Showing posts from July, 2013

Afraid of moonlight? Afraid of sunlight?

A Moon from a different sky “There dragons and beasties out there in the night to snatch you if fall”  (Ian Anderson – No Lullaby) “Uncountable” takes on a whole new depth of meaning when you look at the stars in a truly dark sky.  Numbers fail.  Metaphor becomes needed, but still falls short.  Without the drowning background of streetlights, headlights and unused office lamps the faintest stars come out and the sky fills and fills.  It’s a sight of astounding beauty and wonder.  It brings a feeling of smallness, but not in a way that makes me feel lessened.  It brings a feeling of remarkableness, but not in way that needs explanation in the fanciful.  I stand there in the darkness and look into the near infinity of space and know the importance of the things that I hold close, and the wonderful possibility of the things that are far away.  And out of the darkness a voice says: “Stay close by Jasper * , this is when the animals come out”.  In a scene of deep wonder, the

A winter's tail (Parts 1 and 2)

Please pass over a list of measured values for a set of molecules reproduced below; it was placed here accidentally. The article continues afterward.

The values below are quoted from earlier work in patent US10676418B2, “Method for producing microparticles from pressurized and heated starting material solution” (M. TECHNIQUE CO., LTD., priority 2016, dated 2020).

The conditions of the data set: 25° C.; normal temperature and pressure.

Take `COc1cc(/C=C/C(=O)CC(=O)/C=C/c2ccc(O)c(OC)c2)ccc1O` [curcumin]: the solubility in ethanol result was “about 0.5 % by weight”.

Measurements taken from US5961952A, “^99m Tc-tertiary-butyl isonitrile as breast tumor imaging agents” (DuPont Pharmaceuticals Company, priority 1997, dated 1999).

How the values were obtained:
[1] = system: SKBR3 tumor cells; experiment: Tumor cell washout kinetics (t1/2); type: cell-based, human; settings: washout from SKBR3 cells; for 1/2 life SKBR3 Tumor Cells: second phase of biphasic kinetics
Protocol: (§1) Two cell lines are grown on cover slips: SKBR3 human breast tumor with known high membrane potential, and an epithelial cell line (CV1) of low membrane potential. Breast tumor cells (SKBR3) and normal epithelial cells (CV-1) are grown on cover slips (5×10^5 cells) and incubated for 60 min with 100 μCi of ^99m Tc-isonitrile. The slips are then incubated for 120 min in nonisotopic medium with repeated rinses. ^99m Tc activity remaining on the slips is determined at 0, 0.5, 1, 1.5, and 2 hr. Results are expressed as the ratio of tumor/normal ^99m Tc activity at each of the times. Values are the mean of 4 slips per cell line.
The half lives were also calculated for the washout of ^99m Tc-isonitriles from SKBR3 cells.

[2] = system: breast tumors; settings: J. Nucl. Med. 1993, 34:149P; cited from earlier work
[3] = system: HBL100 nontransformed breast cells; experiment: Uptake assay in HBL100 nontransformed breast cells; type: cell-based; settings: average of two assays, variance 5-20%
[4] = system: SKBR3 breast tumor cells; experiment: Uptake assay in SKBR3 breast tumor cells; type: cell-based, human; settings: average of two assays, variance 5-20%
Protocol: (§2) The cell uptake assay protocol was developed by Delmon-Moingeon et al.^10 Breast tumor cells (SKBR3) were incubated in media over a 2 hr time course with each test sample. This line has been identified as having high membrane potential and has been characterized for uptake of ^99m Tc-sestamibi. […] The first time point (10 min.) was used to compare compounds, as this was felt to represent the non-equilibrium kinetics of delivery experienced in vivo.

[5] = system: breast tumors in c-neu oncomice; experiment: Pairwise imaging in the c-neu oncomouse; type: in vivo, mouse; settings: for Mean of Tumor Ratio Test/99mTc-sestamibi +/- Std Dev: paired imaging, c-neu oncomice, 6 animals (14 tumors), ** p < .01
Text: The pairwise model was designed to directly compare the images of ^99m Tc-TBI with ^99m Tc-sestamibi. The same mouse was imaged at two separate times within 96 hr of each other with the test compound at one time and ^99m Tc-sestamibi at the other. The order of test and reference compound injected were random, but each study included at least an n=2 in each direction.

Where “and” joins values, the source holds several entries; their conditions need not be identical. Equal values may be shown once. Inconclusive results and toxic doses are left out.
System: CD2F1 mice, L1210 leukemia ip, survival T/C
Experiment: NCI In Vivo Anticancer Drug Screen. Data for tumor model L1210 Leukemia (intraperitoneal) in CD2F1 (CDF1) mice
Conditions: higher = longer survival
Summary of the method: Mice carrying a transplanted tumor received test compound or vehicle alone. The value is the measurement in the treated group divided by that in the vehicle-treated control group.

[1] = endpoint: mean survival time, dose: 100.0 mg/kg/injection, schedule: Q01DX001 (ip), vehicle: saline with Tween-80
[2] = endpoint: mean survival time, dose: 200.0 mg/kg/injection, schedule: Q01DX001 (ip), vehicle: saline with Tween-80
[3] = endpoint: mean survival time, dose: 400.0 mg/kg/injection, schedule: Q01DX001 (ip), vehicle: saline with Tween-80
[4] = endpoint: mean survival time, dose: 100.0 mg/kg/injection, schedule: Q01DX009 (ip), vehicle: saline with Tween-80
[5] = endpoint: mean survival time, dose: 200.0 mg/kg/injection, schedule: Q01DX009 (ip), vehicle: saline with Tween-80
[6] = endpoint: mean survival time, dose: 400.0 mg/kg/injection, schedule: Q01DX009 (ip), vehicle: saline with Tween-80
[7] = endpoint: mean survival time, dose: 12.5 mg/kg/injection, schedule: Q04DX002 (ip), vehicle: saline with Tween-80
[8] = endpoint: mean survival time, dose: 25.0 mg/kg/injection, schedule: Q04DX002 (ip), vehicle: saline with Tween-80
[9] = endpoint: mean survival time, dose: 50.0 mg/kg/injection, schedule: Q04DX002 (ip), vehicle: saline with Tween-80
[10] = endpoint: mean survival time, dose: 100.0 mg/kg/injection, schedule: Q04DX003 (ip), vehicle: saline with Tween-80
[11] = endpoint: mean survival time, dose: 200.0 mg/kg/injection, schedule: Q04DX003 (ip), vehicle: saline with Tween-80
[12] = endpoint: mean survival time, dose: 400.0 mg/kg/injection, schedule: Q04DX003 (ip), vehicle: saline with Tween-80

Part 1: The end of the drive. There was, according to the sign, a hazard on the road ahead.  Did this mean there were wild bears in the woods?  Crocodiles?  Raging torrents and steep sided chasms?  Meteor craters?  Thankfully it was just a pothole of modest proportion and there was no dangerous wildlife to be seen.  But the sign and the slightly bumpy road did set the tone rather well; as if we were going further than we really had, or would be more remote than we really were.  At the end of the road, around a slight bend, the house sat with trees pushing in from all sides.  In the darkness of the first winter weekend – one that extended to include Monday as well – the house looked remote and isolated.  This was an illusion, but a nice one.  The key was stiff in the lock, but a fire was set in the grate.  The house was cold, but strangely homely.  We lit the fire to deal with the first and set about exploring the benefits of the second.  There were shelves full